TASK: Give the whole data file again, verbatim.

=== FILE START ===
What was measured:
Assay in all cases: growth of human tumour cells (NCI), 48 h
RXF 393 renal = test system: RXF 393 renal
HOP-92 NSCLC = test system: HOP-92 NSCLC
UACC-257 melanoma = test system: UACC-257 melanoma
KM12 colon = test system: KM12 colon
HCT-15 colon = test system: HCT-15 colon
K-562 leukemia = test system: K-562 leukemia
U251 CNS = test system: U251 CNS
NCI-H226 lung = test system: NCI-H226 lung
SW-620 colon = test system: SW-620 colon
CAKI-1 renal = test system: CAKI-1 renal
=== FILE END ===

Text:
What was measured:
Assay in all cases: growth of human tumour cells (NCI), 48 h
RXF 393 renal = test system: RXF 393 renal
HOP-92 NSCLC = test system: HOP-92 NSCLC
UACC-257 melanoma = test system: UACC-257 melanoma
KM12 colon = test system: KM12 colon
HCT-15 colon = test system: HCT-15 colon
K-562 leukemia = test system: K-562 leukemia
U251 CNS = test system: U251 CNS
NCI-H226 lung = test system: NCI-H226 lung
SW-620 colon = test system: SW-620 colon
CAKI-1 renal = test system: CAKI-1 renal